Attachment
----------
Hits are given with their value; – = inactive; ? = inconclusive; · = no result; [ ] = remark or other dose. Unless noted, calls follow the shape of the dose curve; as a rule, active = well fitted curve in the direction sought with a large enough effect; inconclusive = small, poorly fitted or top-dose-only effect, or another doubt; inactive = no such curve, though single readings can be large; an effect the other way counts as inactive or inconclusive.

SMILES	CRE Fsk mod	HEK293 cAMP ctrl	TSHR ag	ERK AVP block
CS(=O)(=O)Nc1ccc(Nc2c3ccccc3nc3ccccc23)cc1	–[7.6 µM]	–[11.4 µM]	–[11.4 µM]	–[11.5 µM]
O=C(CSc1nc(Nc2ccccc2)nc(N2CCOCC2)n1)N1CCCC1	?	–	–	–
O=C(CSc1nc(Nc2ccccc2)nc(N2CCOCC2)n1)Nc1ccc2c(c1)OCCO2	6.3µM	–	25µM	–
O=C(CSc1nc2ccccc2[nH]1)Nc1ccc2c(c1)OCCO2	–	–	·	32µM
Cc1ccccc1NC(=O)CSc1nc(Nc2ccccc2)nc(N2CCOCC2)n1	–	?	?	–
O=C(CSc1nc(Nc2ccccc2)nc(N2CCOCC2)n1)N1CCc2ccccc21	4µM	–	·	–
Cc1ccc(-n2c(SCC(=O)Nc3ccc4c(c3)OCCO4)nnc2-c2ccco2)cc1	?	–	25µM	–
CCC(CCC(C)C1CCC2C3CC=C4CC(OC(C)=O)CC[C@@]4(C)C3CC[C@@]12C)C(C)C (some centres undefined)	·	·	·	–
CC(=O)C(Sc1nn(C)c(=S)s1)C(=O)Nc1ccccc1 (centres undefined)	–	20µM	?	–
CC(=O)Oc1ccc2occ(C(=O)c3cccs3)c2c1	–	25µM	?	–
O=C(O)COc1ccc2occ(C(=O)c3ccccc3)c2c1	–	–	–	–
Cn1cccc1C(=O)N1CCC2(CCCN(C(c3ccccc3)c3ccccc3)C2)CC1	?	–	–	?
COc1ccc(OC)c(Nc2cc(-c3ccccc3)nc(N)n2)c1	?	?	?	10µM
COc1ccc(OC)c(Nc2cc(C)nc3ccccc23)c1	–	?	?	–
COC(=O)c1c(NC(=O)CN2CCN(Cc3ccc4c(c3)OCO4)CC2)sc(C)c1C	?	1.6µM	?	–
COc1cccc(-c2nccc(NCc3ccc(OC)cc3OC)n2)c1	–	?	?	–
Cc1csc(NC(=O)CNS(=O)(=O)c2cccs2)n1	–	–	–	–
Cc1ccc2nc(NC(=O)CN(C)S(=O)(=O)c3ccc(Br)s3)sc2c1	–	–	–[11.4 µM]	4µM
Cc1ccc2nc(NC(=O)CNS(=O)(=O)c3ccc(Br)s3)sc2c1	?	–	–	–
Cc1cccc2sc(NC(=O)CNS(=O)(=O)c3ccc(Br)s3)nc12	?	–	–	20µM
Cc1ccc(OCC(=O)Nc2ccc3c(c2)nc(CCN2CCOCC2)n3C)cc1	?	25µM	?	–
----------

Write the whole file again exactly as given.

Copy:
Hits are given with their value; – = inactive; ? = inconclusive; · = no result; [ ] = remark or other dose. Unless noted, calls follow the shape of the dose curve; as a rule, active = well fitted curve in the direction sought with a large enough effect; inconclusive = small, poorly fitted or top-dose-only effect, or another doubt; inactive = no such curve, though single readings can be large; an effect the other way counts as inactive or inconclusive.

SMILES	CRE Fsk mod	HEK293 cAMP ctrl	TSHR ag	ERK AVP block
CS(=O)(=O)Nc1ccc(Nc2c3ccccc3nc3ccccc23)cc1	–[7.6 µM]	–[11.4 µM]	–[11.4 µM]	–[11.5 µM]
O=C(CSc1nc(Nc2ccccc2)nc(N2CCOCC2)n1)N1CCCC1	?	–	–	–
O=C(CSc1nc(Nc2ccccc2)nc(N2CCOCC2)n1)Nc1ccc2c(c1)OCCO2	6.3µM	–	25µM	–
O=C(CSc1nc2ccccc2[nH]1)Nc1ccc2c(c1)OCCO2	–	–	·	32µM
Cc1ccccc1NC(=O)CSc1nc(Nc2ccccc2)nc(N2CCOCC2)n1	–	?	?	–
O=C(CSc1nc(Nc2ccccc2)nc(N2CCOCC2)n1)N1CCc2ccccc21	4µM	–	·	–
Cc1ccc(-n2c(SCC(=O)Nc3ccc4c(c3)OCCO4)nnc2-c2ccco2)cc1	?	–	25µM	–
CCC(CCC(C)C1CCC2C3CC=C4CC(OC(C)=O)CC[C@@]4(C)C3CC[C@@]12C)C(C)C (some centres undefined)	·	·	·	–
CC(=O)C(Sc1nn(C)c(=S)s1)C(=O)Nc1ccccc1 (centres undefined)	–	20µM	?	–
CC(=O)Oc1ccc2occ(C(=O)c3cccs3)c2c1	–	25µM	?	–
O=C(O)COc1ccc2occ(C(=O)c3ccccc3)c2c1	–	–	–	–
Cn1cccc1C(=O)N1CCC2(CCCN(C(c3ccccc3)c3ccccc3)C2)CC1	?	–	–	?
COc1ccc(OC)c(Nc2cc(-c3ccccc3)nc(N)n2)c1	?	?	?	10µM
COc1ccc(OC)c(Nc2cc(C)nc3ccccc23)c1	–	?	?	–
COC(=O)c1c(NC(=O)CN2CCN(Cc3ccc4c(c3)OCO4)CC2)sc(C)c1C	?	1.6µM	?	–
COc1cccc(-c2nccc(NCc3ccc(OC)cc3OC)n2)c1	–	?	?	–
Cc1csc(NC(=O)CNS(=O)(=O)c2cccs2)n1	–	–	–	–
Cc1ccc2nc(NC(=O)CN(C)S(=O)(=O)c3ccc(Br)s3)sc2c1	–	–	–[11.4 µM]	4µM
Cc1ccc2nc(NC(=O)CNS(=O)(=O)c3ccc(Br)s3)sc2c1	?	–	–	–
Cc1cccc2sc(NC(=O)CNS(=O)(=O)c3ccc(Br)s3)nc12	?	–	–	20µM
Cc1ccc(OCC(=O)Nc2ccc3c(c2)nc(CCN2CCOCC2)n3C)cc1	?	25µM	?	–